Unveiled: Curator with 30-year tenure at British Museum faces allegations of artifact theft

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Peter Higgs was sacked earlier this year as the curator of Mediterranean cultures
Peter Higgs was sacked earlier this year as the curator of Mediterranean cultures.
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The individual charged with theft from the British Museum is a seasoned curator who dedicated three decades of service to the institution, as unveiled.

The identity of the accused, Peter Higgs, came to light. He held the position of senior curator specializing in Mediterranean cultures until his dismissal earlier this year. Higgs holds a distinguished reputation as a connoisseur of antiquities and has authored books that complemented several significant museum exhibitions.

His family vehemently maintains his innocence and expresses confidence in his eventual exoneration.

Peter Higgs, aged 56 and a father of two, had been an employee at the museum since 1993. However, he was dismissed from his position following allegations by his superiors that he had purloined various items, among them jewelry crafted from gold, semi-precious stones, and glass. These artifacts ranged in age from 1,500 BC to the 19th century AD.

These items mysteriously disappeared from the museum’s secure storage over the course of several years. Intriguingly, some of these articles had surfaced for sale on eBay as far back as 2016.

Speaking at the family home in Hastings, Greg Higgs, 21, Mr Higgs’s elder son, told The Telegraph: “He’s with family currently for a bit of support because it’s been very hard, losing half of our income pretty suddenly. 

“At this point he doesn’t even really care what people think of him, he just wants a chance to live a normal life.

“It gets to that point sometimes where even if you’re innocent you’d just rather not have everyone speak to you all the time about it, at least from the museum. He’s lost all faith in the museum.

“The one thing he said was that he was really hurt by the fact that even if his colleagues could have supported him they probably wouldn’t be allowed to – that’s what he said to me.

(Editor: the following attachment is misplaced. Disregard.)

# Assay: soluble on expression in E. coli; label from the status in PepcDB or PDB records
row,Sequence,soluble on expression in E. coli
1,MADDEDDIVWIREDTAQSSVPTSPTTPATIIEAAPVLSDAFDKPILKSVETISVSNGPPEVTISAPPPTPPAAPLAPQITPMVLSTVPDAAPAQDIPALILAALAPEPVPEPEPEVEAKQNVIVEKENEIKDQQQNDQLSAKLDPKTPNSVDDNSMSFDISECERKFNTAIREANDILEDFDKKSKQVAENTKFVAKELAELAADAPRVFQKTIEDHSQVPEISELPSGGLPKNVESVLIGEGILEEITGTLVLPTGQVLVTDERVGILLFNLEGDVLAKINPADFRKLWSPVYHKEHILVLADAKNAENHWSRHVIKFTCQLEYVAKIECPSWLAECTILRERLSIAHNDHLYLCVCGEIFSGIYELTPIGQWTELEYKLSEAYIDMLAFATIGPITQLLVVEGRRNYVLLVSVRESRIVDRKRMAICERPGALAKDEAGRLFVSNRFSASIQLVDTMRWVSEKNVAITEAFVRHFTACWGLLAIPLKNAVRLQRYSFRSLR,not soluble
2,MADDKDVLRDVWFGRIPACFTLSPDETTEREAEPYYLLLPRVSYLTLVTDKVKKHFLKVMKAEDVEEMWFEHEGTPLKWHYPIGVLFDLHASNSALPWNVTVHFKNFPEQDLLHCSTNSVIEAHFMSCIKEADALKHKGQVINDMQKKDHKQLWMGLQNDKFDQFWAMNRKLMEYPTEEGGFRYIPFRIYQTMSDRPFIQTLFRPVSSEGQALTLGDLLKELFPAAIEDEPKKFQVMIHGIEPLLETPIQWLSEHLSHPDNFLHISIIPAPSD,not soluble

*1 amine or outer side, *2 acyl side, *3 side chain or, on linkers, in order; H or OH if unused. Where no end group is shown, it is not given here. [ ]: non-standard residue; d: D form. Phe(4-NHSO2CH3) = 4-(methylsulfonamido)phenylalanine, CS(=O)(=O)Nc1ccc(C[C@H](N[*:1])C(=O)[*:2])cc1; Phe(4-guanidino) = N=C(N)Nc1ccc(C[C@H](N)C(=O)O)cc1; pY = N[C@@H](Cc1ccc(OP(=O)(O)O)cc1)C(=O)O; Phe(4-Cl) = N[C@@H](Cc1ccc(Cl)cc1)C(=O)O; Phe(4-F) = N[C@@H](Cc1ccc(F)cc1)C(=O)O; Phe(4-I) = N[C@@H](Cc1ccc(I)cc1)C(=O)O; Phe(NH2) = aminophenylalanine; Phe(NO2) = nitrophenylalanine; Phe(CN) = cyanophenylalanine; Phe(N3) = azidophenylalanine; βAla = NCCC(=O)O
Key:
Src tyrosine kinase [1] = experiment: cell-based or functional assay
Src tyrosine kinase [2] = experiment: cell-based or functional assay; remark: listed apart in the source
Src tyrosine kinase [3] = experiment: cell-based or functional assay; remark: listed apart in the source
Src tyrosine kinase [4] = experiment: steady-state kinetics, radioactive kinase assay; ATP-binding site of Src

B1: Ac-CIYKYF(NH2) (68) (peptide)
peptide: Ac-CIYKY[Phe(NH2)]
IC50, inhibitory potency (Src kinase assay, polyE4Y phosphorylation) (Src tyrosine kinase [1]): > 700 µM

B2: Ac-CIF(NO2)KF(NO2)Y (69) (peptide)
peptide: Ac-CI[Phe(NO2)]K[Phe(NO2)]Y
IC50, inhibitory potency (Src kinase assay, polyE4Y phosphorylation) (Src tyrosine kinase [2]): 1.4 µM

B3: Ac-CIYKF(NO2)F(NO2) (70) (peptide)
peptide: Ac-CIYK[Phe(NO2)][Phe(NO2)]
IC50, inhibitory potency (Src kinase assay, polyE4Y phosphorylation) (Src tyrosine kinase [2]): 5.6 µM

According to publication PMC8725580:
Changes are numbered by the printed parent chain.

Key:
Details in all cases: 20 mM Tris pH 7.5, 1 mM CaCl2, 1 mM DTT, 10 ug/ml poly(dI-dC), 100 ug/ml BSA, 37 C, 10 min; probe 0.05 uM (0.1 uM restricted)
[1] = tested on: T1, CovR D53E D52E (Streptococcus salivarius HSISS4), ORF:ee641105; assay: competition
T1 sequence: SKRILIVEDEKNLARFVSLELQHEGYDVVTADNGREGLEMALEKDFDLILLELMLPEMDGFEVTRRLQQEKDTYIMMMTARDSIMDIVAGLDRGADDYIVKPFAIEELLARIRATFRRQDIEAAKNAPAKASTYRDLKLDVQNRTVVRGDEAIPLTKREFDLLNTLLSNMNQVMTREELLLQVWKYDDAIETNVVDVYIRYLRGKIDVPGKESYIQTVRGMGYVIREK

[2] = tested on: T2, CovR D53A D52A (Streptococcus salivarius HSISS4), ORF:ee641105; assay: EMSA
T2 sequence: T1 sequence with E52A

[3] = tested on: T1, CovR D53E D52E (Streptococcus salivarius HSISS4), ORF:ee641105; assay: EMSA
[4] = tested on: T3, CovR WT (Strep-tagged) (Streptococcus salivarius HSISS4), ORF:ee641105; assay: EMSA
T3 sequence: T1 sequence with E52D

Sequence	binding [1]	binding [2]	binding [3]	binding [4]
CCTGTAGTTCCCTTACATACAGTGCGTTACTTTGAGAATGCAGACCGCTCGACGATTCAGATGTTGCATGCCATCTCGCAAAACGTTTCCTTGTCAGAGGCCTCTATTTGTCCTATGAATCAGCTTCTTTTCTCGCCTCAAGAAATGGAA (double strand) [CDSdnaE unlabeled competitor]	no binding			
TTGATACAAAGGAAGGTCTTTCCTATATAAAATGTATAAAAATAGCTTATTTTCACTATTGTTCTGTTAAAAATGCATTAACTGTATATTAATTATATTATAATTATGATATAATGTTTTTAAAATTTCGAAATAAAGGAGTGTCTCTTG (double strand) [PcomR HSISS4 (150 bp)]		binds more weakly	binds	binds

“He probably doesn’t want to get his colleagues in trouble. He has a lot of great friends there. He was always very involved, went to the Christmas parties every year. 

“I spent a lot of time there growing up. Every few months we would go and visit dad at work and annoy all of his colleagues at work. It was a massive part of our lives really and it wasn’t something we ever expected to change.”

Greg, presently employed as a pool lifeguard, expressed his reluctance to pursue a university education due to witnessing his father’s lifelong financial challenges.

“It wasn’t super easy before because you’d think world experts would get paid a bit more than they do, but a PhD doesn’t mean everything. That’s why I didn’t go to uni, because I saw him struggling with money his whole life,” he said. 

“I don’t want to go down the university route, I want to just work, save and be responsible with money. Try that approach.”

He added: “The most I can say is that from our perspective I don’t think any of this has been very fair. His name has been completely dragged through the mud and demonised.

“I believe it was the 5th of July that he was given notice. 

“I think he had been under investigation for a while, but he didn’t tell any of us until the day it happened to be honest.”

Greg, who was away with his girlfriend when he found out his father had been sacked, said: “It was a massive shock because my dad had had the job for 35 years, and then coming home from a holiday to see everyone so devastated. It was horrific. 

“He’d loved his job for so long, he was amazing at it; he published books and just recently he was doing exhibitions for them in other countries. He recently went to a dig in Turkey, so you would never have thought anything was going on. And then one day everything changed.

He added: “He hasn’t been doing great since it happened. It’s been really sad to watch him be so upset all the time about it. I had never seen him cry before this. He’s devastated, he really is.”

During an interview with The Greek Herald newspaper last year, Mr. Higgs shared that his childhood experiences of frequenting the British Museum alongside his parents had ignited his imagination.

He was curating an exhibition of 178 objects from ancient Greece at the time, and told the newspaper: “We wanted the exhibition to tell a story about real people and their aspirations in life and death. This helps modern day viewers to engage more with these people who lived such a long time ago.”

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